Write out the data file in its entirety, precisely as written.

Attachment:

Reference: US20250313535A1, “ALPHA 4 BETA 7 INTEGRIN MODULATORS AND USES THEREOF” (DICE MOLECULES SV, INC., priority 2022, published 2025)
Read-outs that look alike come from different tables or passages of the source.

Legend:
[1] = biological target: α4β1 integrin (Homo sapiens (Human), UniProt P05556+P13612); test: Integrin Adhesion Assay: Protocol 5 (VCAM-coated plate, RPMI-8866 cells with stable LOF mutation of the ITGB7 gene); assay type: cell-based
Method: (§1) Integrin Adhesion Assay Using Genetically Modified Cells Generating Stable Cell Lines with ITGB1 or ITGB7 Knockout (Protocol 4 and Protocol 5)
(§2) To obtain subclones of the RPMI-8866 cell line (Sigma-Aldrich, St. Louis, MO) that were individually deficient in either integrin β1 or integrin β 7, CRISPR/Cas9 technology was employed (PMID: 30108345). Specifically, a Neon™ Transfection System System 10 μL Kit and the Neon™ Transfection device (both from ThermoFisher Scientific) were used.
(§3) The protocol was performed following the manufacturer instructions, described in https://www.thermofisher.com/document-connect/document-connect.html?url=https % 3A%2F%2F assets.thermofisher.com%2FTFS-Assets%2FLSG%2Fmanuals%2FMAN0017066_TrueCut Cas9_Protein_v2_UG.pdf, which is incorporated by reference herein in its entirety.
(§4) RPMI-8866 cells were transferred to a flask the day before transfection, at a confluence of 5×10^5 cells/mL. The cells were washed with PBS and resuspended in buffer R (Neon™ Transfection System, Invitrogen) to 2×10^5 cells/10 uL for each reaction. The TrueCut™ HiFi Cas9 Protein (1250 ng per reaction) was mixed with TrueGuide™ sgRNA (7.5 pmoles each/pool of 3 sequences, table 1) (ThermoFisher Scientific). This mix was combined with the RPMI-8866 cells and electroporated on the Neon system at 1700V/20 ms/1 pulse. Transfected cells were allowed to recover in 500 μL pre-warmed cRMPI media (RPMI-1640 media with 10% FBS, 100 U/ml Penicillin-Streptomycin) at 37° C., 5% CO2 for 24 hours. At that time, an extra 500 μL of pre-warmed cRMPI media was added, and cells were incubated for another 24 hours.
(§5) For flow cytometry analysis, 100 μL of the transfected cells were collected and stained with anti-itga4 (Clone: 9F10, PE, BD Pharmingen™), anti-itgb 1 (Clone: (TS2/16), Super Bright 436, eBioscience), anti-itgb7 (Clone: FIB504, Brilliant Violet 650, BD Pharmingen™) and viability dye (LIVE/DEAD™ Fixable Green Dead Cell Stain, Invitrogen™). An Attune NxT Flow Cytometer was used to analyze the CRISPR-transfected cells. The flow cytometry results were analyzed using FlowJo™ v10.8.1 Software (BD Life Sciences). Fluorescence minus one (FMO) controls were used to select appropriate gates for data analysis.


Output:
Reference: US20250313535A1, “ALPHA 4 BETA 7 INTEGRIN MODULATORS AND USES THEREOF” (DICE MOLECULES SV, INC., priority 2022, published 2025)
Read-outs that look alike come from different tables or passages of the source.

Legend:
[1] = biological target: α4β1 integrin (Homo sapiens (Human), UniProt P05556+P13612); test: Integrin Adhesion Assay: Protocol 5 (VCAM-coated plate, RPMI-8866 cells with stable LOF mutation of the ITGB7 gene); assay type: cell-based
Method: (§1) Integrin Adhesion Assay Using Genetically Modified Cells Generating Stable Cell Lines with ITGB1 or ITGB7 Knockout (Protocol 4 and Protocol 5)
(§2) To obtain subclones of the RPMI-8866 cell line (Sigma-Aldrich, St. Louis, MO) that were individually deficient in either integrin β1 or integrin β 7, CRISPR/Cas9 technology was employed (PMID: 30108345). Specifically, a Neon™ Transfection System System 10 μL Kit and the Neon™ Transfection device (both from ThermoFisher Scientific) were used.
(§3) The protocol was performed following the manufacturer instructions, described in https://www.thermofisher.com/document-connect/document-connect.html?url=https % 3A%2F%2F assets.thermofisher.com%2FTFS-Assets%2FLSG%2Fmanuals%2FMAN0017066_TrueCut Cas9_Protein_v2_UG.pdf, which is incorporated by reference herein in its entirety.
(§4) RPMI-8866 cells were transferred to a flask the day before transfection, at a confluence of 5×10^5 cells/mL. The cells were washed with PBS and resuspended in buffer R (Neon™ Transfection System, Invitrogen) to 2×10^5 cells/10 uL for each reaction. The TrueCut™ HiFi Cas9 Protein (1250 ng per reaction) was mixed with TrueGuide™ sgRNA (7.5 pmoles each/pool of 3 sequences, table 1) (ThermoFisher Scientific). This mix was combined with the RPMI-8866 cells and electroporated on the Neon system at 1700V/20 ms/1 pulse. Transfected cells were allowed to recover in 500 μL pre-warmed cRMPI media (RPMI-1640 media with 10% FBS, 100 U/ml Penicillin-Streptomycin) at 37° C., 5% CO2 for 24 hours. At that time, an extra 500 μL of pre-warmed cRMPI media was added, and cells were incubated for another 24 hours.
(§5) For flow cytometry analysis, 100 μL of the transfected cells were collected and stained with anti-itga4 (Clone: 9F10, PE, BD Pharmingen™), anti-itgb 1 (Clone: (TS2/16), Super Bright 436, eBioscience), anti-itgb7 (Clone: FIB504, Brilliant Violet 650, BD Pharmingen™) and viability dye (LIVE/DEAD™ Fixable Green Dead Cell Stain, Invitrogen™). An Attune NxT Flow Cytometer was used to analyze the CRISPR-transfected cells. The flow cytometry results were analyzed using FlowJo™ v10.8.1 Software (BD Life Sciences). Fluorescence minus one (FMO) controls were used to select appropriate gates for data analysis.